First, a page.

September 17th, 2014 Comparing Property Tax Plans The legislative interim committee this week looked at what to do about the property tax shell game

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September 17th, 2014


Comparing Property Tax Plans


The legislative interim committee this week looked at what to do about the property tax shell game.

The debate in the legislature continues to be about how much continuing and expanding the current scheme will cost, and with the exception of Senator Dwight Cook's proposal to change the mill levy system itself, very little in the way of reform is being talked about. It's almost entirely, as usual, about how the state can take on an ever-growing role of bailing out local governments that cannot control themselves and whose voters have been convinced that the state should pay more.

It is hard to tell these days which political party is trying to offer the most conservative tax policy solutions. It is important to remember that the tax policy now embraced by Republicans was, for the most party, policy advocated by Democrats in the late 1990's and early 2000's.

If one tracks the history of the property tax debate within the legislature since the mid-90’s, it is very clear that Democrats (specifically, at the time, state senators Vern Thompson and Joel Heitkamp) set the tone and the language that we use in the property tax debate today. They were the ones that started using the phrase “property taxes are high because the state isn’t spending enough.”

By the second session of his first term, Governor John Hoeven adopted this language as his own to push for higher education spending and higher teacher pay, some might say as a means of “buying off” the teachers union. Very quickly, Republicans recognized that this rhetoric was popular, and adopted it as their own.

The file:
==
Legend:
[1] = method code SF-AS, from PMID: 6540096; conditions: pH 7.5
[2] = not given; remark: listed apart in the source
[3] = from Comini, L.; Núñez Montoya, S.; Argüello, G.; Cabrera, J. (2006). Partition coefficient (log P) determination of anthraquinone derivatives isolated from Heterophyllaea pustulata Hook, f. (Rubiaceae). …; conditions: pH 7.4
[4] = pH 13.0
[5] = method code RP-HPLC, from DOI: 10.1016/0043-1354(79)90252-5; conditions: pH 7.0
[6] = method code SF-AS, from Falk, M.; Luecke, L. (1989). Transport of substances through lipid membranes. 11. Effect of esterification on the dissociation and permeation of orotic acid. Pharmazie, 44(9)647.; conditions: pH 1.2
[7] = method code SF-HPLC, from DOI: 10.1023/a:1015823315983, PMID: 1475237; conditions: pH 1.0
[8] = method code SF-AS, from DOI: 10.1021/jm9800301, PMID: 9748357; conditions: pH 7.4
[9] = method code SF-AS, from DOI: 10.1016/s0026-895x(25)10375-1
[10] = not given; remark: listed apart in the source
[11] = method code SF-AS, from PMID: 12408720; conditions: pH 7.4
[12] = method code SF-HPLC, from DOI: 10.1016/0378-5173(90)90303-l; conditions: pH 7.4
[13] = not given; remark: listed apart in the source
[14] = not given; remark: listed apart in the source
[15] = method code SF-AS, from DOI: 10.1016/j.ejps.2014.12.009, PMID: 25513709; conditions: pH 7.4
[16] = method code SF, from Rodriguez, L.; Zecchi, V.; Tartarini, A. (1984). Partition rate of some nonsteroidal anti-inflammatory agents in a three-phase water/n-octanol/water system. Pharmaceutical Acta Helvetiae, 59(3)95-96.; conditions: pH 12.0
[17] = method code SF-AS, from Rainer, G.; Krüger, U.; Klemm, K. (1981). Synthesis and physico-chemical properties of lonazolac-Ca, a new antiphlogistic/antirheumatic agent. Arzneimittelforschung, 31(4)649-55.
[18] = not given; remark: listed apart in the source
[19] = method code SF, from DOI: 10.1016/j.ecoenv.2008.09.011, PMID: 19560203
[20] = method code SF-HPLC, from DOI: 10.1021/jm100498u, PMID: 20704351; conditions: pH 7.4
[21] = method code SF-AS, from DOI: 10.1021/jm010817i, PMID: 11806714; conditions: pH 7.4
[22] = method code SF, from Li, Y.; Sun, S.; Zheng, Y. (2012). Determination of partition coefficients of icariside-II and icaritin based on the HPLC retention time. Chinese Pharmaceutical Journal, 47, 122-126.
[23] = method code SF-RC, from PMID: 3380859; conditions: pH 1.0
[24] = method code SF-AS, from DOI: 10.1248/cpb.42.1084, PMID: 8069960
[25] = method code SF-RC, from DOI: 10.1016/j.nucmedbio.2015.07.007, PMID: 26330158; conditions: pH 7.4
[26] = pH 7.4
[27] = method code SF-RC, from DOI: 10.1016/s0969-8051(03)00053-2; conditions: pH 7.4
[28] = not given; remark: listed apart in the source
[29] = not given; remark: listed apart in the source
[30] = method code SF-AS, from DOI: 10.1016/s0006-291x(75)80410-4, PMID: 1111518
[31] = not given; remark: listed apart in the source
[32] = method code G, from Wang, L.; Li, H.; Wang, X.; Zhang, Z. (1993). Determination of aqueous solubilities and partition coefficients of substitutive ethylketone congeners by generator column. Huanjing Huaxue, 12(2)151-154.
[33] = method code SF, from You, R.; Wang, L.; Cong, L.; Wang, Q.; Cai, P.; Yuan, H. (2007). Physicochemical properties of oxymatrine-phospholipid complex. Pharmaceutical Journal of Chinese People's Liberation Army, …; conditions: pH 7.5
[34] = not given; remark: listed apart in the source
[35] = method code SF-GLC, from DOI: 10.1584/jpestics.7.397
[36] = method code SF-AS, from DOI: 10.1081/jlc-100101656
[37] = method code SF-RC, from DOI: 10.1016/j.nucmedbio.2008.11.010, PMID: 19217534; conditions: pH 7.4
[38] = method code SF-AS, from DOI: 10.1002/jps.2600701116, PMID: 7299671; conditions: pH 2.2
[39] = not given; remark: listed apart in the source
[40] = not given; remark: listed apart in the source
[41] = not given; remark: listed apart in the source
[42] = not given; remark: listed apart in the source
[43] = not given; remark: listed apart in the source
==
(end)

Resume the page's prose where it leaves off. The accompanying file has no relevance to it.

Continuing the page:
By the time Hoeven left office, the states' role of "buying down" property taxes had been fully entrenched as Republican state tax policy. Governor Jack Dalrymple has governed over doubling of that spending, and it is likely another doubling is in the works.

With that as a background of knowing how we got where we are today, it is worth looking at what both parties are offering going forward.

Ryan Rauschenberger's Plan (Republican)

• Continues existing property tax “relief” scheme without substantial reforms.
• (Total claimed price tax extends from $857 million to $1.357 billion).
• $200 million of the $500 million increase may or may not be a double counting of previously acknowledged cost to maintain the new education formula (if it is, it cannot be counted as property tax relief).
• Remaining $300 million is the cost of increasing the property tax credit paid to counties on behalf of property owners from 12% to 25%.

Jason Astrup's Plan (Democrat)

• Leaves new education funding formula in place (same as Republican plan)
• Leaves 12% property tax credit in place without increase ($300 million savings vs. Republican Plan.
• Creates a $75,000 universal homestead credit for all owner-occupied property ($400 million price tag, but only $100 million more than extending the current credit system)
• Creates a 5% up to $500 renters tax credit ($85 million more than Republican Plan)

Republican plan is nominally $200 million cheaper because it does not include a renters' provision and the universal tax credit plan costs a little more, but because the $75,000 homestead credit applies directly to the property tax mill levy formula, it is a more “direct to the taxpayer” approach.

For anyone to say there is a significant difference between the two approaches would be an exaggeration. The Republican plan costs slightly less, but the Democratic plan has a reform provision (universal homestead tax credit) that is appealing.

It's about a coin flips worth of difference, and that should worry taxpayers.


-Dustin Gawrylow, Managing Director

North Dakota Watchdog Network

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